Apology Not Accepted 6

I am sick and tired of public figures, be they bloggers, pundits, or politicians, saying racist, misogynistic, and other offensive things and then apologizing, as though apologies wipe away responsibility; as though apologizing takes them off the hook; as though apologies will lessen the pain.

Instead I want them to tell the truth and stand behind what they said.  You said it.  You meant it.  Instead of apologizing for saying what you said, how about being honest.  How about saying, something like, “Even though I’ve lived for  ___ years, I didn’t realize that putting an image of a Black woman, i.e., Michelle Obama,  in a KKK lynching poster would be offensive and hurtful.” (The Daily Kos) Or  saying,”That was Barack Obama. He Just tripped off a chair.  He was getting ready to speak.  Somebody aimed a gun at him and he…he dove for the floor.” (Huckabee) Or, “I didn’t know that calling Black female basketball players ‘nappy headed ho’s’ would cause a firestorm.” (Don Imus)

After admitting this, they then need to go on to say, “while I meant what I said or did at the time, I have now come to realize because of the reaction that was I said was hurtful, comes from a disturbing history of hateful things that people like me have said about Black and brown people.  I realize that I need to get educated about history and figure out why I used the image that I did, why I think what I think.  I’m going to take myself somewhere to get educated and I am going to work on changing my beliefs about Black and other brown people and women.”

Whenever I find myself getting too comfortable in this skin I’m in and start feeling really happy about the progress being made, someone opens their mouth or posts an image that makes me realize that I’d better not get so comfortable that I think we’ve reached the promised land.  I try not to get bent out of shape over small things and to remember a childhood ditty that “sticks and stones may break my bones but words will never hurt me.”  Unfortunately, these words and images do hurt, do keep us stuck.

It is hard not to be provoked when people – however they identify themselves – do to a Black woman or man’s image what they would not do and do not do to white people’s images or so say things that they do not say about other whites.  It’s clear that the people at The Daily Kos who posted the image of Michelle Obama as a sexualized lynching victim of the KKK (since removed) have no diversity on staff. When I used to do diversity training, I used to tell white people that they needed to get a cultural ambassador with whom they could check whether certain things were offensive or ask the questions they wanted to ask but shouldn’t ask anyone but someone who’d agreed to listen to them and give them a reality check, history lesson, and filter. (I also said that this person should get paid for this service.)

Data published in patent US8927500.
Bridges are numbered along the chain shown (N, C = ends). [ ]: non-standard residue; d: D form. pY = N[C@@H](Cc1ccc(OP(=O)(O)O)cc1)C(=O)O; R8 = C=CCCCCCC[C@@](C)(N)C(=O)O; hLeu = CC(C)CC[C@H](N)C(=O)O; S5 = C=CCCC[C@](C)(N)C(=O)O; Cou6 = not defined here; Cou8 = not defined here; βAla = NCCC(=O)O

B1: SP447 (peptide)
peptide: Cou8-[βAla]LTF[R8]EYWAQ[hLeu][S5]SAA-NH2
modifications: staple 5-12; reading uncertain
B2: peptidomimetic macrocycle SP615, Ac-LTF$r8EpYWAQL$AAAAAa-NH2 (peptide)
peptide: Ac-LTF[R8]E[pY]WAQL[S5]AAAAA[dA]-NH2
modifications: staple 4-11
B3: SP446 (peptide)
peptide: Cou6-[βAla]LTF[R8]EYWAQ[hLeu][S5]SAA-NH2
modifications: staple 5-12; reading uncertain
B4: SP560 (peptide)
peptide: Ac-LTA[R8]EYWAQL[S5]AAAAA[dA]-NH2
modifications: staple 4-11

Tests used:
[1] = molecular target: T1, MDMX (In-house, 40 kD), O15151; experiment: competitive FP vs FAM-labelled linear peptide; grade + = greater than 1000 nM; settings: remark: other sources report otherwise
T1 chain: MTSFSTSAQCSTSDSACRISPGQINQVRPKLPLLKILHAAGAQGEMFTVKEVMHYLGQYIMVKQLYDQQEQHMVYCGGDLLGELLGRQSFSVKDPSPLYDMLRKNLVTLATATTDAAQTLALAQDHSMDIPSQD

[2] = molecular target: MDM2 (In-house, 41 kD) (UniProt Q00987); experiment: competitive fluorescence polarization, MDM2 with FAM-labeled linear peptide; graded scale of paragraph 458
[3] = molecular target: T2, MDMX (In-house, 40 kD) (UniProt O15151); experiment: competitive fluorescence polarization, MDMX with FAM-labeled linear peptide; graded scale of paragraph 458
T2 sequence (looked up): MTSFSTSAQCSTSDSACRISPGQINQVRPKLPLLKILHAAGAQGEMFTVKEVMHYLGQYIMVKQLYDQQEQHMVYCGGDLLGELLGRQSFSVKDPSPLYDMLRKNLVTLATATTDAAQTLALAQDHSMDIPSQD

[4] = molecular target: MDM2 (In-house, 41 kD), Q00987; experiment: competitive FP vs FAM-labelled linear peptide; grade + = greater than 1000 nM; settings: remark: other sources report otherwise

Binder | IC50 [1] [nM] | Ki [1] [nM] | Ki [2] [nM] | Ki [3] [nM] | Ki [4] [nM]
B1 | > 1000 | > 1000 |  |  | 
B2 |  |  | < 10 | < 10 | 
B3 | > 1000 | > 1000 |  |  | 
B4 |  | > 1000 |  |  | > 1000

So many people, live in a world where they only seem to talk and listen to people like themselves and therefore don’t know people who are different from them. It seems that it is easy for some people to continue to deny our humanity and to keep us Black and brown people back in the times that used to be.  It’s clear that a lot of people on the net and in the media go for the sensational which ranges from sophomoric to offensive to disturbing.  The various media dogs have learned that they can provoke and get noticed and don’t give a damn about creating fresh wounds or inflicting damage to existing scar tissue.  How could Huckabee not stifle those words?  There are a lot of us praying that Obama won’t be assassinated because we know that there are people out there who would take him out and have threatened to do so.  (I say this as a person who often thinks vicious thoughts when I am angered, pissed or feel powerless but who does not let them leave my mouth. Once said, words can not be taken back.)

I, for one, don’t want apologies. Somehow, we’ve become a culture where, instead of standing behind what we say or thinking thoughtfully before we say things, just put it out there with the fall back strategy “I can always apologize.”  I want people to begin to think deeply, question and change their images and notions of people not like them, substitute their mother’s image for the one’s they have of us brown people and say, “would this image be okay if it was my mother or wife or father?”